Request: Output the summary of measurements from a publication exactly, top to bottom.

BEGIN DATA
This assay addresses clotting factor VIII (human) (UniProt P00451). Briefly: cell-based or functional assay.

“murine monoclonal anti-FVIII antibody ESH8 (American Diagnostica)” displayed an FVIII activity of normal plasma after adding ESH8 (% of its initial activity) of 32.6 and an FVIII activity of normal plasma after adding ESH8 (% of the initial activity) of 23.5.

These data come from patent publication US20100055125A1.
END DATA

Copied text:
This assay addresses clotting factor VIII (human) (UniProt P00451). Briefly: cell-based or functional assay.

“murine monoclonal anti-FVIII antibody ESH8 (American Diagnostica)” displayed an FVIII activity of normal plasma after adding ESH8 (% of its initial activity) of 32.6 and an FVIII activity of normal plasma after adding ESH8 (% of the initial activity) of 23.5.

These data come from patent publication US20100055125A1.